“And you were dead in the trespasses and sins in which you once walked, following the course of this world, following the prince of the power of the air, the spirit that is now at work in the sons of disobedience— among whom we all once lived in the passions of our flesh, carrying out the desires of the body and the mind, and were by nature children of wrath, like the rest of mankind.”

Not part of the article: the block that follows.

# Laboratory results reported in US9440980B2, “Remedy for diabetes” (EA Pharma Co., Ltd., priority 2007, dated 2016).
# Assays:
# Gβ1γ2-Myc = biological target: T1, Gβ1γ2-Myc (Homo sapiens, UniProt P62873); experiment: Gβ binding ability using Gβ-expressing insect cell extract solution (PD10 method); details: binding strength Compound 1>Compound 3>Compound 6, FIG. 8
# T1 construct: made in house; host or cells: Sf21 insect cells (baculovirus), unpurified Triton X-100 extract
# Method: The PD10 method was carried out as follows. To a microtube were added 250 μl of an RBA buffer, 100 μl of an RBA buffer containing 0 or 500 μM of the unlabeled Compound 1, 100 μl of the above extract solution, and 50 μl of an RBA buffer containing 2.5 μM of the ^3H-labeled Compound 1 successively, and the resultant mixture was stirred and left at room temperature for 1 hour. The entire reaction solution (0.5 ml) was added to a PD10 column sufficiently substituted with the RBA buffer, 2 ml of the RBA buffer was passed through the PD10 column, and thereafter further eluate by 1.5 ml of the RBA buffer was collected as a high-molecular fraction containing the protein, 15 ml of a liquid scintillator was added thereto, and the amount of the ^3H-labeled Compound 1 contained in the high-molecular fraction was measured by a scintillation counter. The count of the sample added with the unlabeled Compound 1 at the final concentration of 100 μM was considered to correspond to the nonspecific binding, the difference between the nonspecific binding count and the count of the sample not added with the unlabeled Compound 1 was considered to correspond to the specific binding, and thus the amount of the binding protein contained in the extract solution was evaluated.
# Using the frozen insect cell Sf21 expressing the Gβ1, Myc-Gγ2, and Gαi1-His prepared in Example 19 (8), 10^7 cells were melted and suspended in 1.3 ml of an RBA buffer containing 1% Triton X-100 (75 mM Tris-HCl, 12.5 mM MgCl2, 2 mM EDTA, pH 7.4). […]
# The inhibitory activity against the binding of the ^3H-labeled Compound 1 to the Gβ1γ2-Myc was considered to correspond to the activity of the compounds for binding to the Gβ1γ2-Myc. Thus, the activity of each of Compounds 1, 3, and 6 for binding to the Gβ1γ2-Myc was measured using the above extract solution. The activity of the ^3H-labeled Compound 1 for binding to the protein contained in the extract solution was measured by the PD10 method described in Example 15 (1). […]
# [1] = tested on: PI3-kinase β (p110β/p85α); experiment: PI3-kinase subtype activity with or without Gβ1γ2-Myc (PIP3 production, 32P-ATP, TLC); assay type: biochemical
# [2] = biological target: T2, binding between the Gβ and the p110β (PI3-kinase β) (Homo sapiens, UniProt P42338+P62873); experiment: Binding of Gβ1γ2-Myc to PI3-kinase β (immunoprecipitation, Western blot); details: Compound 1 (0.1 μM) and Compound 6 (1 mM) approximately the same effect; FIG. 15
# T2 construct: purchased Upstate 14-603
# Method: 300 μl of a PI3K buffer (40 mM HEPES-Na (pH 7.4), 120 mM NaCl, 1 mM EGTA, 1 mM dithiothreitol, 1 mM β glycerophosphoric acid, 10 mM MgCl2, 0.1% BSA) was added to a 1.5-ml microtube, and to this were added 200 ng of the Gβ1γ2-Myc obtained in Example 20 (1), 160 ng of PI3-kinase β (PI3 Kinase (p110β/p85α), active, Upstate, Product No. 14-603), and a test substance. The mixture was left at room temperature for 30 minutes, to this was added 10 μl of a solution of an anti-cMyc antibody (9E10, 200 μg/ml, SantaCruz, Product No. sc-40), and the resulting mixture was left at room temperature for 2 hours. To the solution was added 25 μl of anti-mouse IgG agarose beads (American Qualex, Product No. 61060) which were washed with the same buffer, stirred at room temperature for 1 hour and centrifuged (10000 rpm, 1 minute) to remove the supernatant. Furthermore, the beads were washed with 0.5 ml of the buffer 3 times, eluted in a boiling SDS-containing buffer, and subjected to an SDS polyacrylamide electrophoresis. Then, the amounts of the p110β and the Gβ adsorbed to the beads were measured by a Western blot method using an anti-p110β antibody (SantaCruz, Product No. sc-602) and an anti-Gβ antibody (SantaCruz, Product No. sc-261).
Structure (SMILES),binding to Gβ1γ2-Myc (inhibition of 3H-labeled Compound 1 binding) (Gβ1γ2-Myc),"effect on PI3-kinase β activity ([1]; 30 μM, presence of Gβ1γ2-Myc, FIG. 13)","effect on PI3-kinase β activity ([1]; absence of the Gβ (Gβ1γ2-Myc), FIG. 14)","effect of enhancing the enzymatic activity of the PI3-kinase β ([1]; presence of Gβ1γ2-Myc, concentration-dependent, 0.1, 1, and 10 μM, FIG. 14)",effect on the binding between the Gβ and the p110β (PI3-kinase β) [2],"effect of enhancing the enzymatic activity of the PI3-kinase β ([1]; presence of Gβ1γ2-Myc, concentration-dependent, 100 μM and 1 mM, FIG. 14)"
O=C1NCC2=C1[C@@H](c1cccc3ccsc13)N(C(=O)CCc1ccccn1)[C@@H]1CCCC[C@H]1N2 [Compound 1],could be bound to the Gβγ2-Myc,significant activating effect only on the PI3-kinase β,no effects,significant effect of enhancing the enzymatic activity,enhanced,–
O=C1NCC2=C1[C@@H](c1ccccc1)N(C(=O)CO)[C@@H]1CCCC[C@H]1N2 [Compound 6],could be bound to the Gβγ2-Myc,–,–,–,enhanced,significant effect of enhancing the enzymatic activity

That’s going to give the secular humanist therapist apoplexy! We followed the prince of the power of the air?! We followed Satan!? We were dead in our sins? Children of wrath!? Romans 6 says that all humanity is a slave to sin. That is one hell of a problem to have. Romans 3 says that no human does good and that no one is a good person. How is the secular humanist going to meaningfully interact with those actualities? Do you think they even believe that about mankind? Are they equipped to handle spiritual realities and matters of our intrinsic nature when they don’t even believe in it? How do they account for the Holy Spirit living inside of people, and the sanctifying work that he does? How do they deal with our list of sins that we must battle against? In fact, they are hostile to such beliefs- especially the big overarching one- that only being born again through faith in Christ can bring true peace of mind and joy.